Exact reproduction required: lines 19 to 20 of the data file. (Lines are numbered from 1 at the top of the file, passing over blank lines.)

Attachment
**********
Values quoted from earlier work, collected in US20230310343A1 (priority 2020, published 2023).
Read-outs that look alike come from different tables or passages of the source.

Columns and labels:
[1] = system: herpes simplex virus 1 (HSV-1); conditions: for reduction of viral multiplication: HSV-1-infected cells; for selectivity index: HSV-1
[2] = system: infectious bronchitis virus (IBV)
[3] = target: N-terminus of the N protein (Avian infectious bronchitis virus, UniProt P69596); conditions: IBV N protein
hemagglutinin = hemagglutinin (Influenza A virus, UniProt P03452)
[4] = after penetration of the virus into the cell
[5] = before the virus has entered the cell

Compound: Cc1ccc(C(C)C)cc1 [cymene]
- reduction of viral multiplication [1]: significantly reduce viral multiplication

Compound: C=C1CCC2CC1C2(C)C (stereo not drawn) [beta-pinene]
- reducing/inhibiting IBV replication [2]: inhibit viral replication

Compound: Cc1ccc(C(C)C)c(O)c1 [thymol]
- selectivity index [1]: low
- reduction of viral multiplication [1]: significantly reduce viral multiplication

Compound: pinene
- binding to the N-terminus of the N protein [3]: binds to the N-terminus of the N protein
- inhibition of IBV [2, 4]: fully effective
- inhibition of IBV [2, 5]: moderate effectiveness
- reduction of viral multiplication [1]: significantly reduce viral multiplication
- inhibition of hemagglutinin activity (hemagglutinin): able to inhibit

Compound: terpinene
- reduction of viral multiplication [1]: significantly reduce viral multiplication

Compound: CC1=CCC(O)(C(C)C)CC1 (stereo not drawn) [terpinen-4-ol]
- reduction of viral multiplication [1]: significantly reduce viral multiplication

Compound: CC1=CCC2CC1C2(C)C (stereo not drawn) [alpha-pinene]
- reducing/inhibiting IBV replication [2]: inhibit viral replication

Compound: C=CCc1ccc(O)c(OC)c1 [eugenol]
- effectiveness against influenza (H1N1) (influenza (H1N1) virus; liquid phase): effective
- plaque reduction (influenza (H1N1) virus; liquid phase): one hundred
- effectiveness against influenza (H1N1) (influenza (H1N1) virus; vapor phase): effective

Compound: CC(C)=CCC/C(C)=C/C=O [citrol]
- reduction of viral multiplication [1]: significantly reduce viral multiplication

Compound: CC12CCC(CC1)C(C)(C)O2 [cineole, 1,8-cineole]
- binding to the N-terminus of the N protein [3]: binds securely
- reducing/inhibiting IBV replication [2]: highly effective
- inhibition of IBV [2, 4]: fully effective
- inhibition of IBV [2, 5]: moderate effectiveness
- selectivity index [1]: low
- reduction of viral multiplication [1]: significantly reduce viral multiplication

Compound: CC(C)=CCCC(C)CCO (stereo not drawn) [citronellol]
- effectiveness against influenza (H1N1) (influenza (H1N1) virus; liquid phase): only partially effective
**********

- inhibition of IBV [2, 4]: fully effective
- inhibition of IBV [2, 5]: moderate effectiveness